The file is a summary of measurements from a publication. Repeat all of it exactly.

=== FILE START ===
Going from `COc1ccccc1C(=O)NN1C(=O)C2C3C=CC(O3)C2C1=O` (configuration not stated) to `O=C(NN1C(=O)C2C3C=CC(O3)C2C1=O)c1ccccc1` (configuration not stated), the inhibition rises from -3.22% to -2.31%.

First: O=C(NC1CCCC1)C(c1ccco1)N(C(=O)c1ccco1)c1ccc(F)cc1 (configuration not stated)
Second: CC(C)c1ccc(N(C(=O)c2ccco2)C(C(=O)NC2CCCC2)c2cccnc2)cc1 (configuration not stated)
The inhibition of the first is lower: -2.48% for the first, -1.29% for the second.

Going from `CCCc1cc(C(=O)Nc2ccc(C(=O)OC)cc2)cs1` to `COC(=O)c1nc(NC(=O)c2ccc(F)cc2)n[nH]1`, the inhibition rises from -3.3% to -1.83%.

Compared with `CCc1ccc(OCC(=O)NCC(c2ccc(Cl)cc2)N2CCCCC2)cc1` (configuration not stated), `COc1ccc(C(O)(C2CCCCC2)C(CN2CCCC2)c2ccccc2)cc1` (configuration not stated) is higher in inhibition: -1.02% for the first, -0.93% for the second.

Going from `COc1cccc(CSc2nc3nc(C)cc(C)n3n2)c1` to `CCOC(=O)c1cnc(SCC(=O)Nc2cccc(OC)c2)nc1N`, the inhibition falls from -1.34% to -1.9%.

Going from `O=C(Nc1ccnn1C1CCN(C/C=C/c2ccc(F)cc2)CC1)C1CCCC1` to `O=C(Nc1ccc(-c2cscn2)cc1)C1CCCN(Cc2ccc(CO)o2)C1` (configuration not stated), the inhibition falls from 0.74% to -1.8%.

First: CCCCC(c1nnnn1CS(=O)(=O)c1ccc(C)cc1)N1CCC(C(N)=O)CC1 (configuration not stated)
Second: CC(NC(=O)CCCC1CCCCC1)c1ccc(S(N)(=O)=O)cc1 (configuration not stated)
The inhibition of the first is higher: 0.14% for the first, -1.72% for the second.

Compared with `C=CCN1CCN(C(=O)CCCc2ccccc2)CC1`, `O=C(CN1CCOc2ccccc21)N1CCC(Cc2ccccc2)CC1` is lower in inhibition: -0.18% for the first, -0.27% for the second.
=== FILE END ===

Going from `COc1ccccc1C(=O)NN1C(=O)C2C3C=CC(O3)C2C1=O` (configuration not stated) to `O=C(NN1C(=O)C2C3C=CC(O3)C2C1=O)c1ccccc1` (configuration not stated), the inhibition rises from -3.22% to -2.31%.

First: O=C(NC1CCCC1)C(c1ccco1)N(C(=O)c1ccco1)c1ccc(F)cc1 (configuration not stated)
Second: CC(C)c1ccc(N(C(=O)c2ccco2)C(C(=O)NC2CCCC2)c2cccnc2)cc1 (configuration not stated)
The inhibition of the first is lower: -2.48% for the first, -1.29% for the second.

Going from `CCCc1cc(C(=O)Nc2ccc(C(=O)OC)cc2)cs1` to `COC(=O)c1nc(NC(=O)c2ccc(F)cc2)n[nH]1`, the inhibition rises from -3.3% to -1.83%.

Compared with `CCc1ccc(OCC(=O)NCC(c2ccc(Cl)cc2)N2CCCCC2)cc1` (configuration not stated), `COc1ccc(C(O)(C2CCCCC2)C(CN2CCCC2)c2ccccc2)cc1` (configuration not stated) is higher in inhibition: -1.02% for the first, -0.93% for the second.

Going from `COc1cccc(CSc2nc3nc(C)cc(C)n3n2)c1` to `CCOC(=O)c1cnc(SCC(=O)Nc2cccc(OC)c2)nc1N`, the inhibition falls from -1.34% to -1.9%.

Going from `O=C(Nc1ccnn1C1CCN(C/C=C/c2ccc(F)cc2)CC1)C1CCCC1` to `O=C(Nc1ccc(-c2cscn2)cc1)C1CCCN(Cc2ccc(CO)o2)C1` (configuration not stated), the inhibition falls from 0.74% to -1.8%.

First: CCCCC(c1nnnn1CS(=O)(=O)c1ccc(C)cc1)N1CCC(C(N)=O)CC1 (configuration not stated)
Second: CC(NC(=O)CCCC1CCCCC1)c1ccc(S(N)(=O)=O)cc1 (configuration not stated)
The inhibition of the first is higher: 0.14% for the first, -1.72% for the second.

Compared with `C=CCN1CCN(C(=O)CCCc2ccccc2)CC1`, `O=C(CN1CCOc2ccccc21)N1CCC(Cc2ccccc2)CC1` is lower in inhibition: -0.18% for the first, -0.27% for the second.